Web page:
Pleases post your thyroid related test results and reference ranges shown on the lab report from 2 years ago. Also, same for recent tests. What symptoms did you have 2 years ago and what symptoms do you have now?
I really didn't provide any help, so I just wanted to mention that you should read about postpartum thyroiditis. I am also dubious about the first diagnosis of Graves', based on a "colorful" ultrasound, that then went away due to "diet and lifestyle changes".
At any rate, are you still taking the NatureThroid? Are you still having symptoms?
Can't even venture an opinion without knowing your test results and their reference ranges from before and after starting the med. Even more importantl what symptoms did you have before starting on the med?
Before I forget, the lab tests for T3 Uptake, Total T4, and Free Thyroxine Index are outdated and not very useful compared to Free T4 and Free T3. If it were me I would refuse to pay for those old labs in the future. Insist on Free T4 and Free T3.
Since your first, hyperthyroid set of lab results at 6 months postpartum, all the rest are indicative of being hypothyroid and in need of med increase; however, hypothyroidism is correctly defined as "insufficient T3 effect in tissue throughout the body, due to inadequate supply of, or response to, thyroid hormone". So it is not just the levels of thyroid hormone, but the effect of numerous other processes and variables that affect TISSUE T3 EFFECT. Some of the more important of these are cortisol, Vitamin D, B12 and ferritin.
And your August labs were not just slightly abnormal, but significantly low. When taking NDT, Free T4 is best around mid-range, with Free T3 in the upper part of its range. D should be at least 50 ng/mL, B12 in the upper end of its range, and ferritin should be at least 100.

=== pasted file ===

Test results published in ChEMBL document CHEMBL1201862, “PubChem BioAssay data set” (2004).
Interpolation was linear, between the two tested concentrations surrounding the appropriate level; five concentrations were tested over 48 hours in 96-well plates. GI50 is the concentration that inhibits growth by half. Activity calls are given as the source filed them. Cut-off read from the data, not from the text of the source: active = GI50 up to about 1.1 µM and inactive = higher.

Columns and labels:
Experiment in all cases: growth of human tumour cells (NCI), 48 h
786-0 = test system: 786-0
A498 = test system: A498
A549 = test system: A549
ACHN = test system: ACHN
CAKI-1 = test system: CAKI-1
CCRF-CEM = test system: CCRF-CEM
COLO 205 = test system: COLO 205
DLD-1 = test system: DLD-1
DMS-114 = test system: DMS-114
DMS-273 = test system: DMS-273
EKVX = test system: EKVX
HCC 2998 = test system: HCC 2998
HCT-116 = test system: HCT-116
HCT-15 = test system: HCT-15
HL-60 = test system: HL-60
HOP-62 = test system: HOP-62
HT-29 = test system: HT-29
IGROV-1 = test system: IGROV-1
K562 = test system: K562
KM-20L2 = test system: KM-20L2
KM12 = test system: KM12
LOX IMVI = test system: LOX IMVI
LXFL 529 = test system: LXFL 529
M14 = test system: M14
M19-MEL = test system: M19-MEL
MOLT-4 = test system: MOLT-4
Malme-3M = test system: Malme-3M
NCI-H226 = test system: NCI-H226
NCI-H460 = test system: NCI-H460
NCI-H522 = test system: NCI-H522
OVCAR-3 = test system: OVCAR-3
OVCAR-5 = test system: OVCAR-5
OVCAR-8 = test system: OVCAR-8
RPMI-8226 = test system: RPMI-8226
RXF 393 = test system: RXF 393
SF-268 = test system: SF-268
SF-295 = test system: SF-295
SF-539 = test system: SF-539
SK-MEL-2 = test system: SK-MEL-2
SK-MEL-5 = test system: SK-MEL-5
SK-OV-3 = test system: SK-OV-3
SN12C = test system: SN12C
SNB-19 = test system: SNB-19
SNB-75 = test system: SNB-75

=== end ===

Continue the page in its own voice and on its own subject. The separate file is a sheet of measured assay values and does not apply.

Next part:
Since there is no direct measure of TISSUE T3 EFFECT, indirect measures are required. The best indicator of thyroid status is signs/symptoms that occur more frequently with hypothyroidism than otherwise. These then are supported by expanded testing for Free T4 and Free T3, and the others I mentioned above.
Hypothyroid patients have reported having reactions to raising NDT or T3 meds due to low cortisol or low ferritin. Your stomach pain is not one I would normally relate to this issue, but it is the best idea I have at the moment, since it seemed to start with the increase in dosage. Before going further on that, do you have any other symptoms?
Yes, autoimmune disorder is called primary hypothyroidism. There is also central hypothyroidism, which is a dysfunction of the hypothalamus/pituitary system that results in TSH levels that are too low to adequately stimulate the thyroid gland to produce hormone. Most doctors seem to think that primary is the only type and that central is rare. Central is a rarity only because doctors typically only pay attention to TSH and overlook it. There are also various types of thyroiditis. You can also become hypothyroid due to diminishing Free T3 levels with age. Hypothyroidism is not just inadequate thyroid hormone. Instead it is correctly defined as insufficient T3 effect in tissue throughout the body due to inadequate supply of, or response to, thyroid hormone. So it is not just thyroid hormone levels, but it is also affected by many other processes and variables. If you want to read more about all this, click on my name and then scroll down to my Journal and read at least the one page Overview of a paper on Diagnosis and Treatment of Hypothyroidism: A Patient's Perspective. If you use the link to the paper, note on page 7 the diagram of the main parts of the thyroid system and you will see it is much more involved than just a test for TSH.
If you cannot absorb Vitamin D, or other, you can ask your doctor for weekly injections.
I would push to have the antibodies done again. TPO, TG and TSI. When was the last time your doctor checked your antibodies?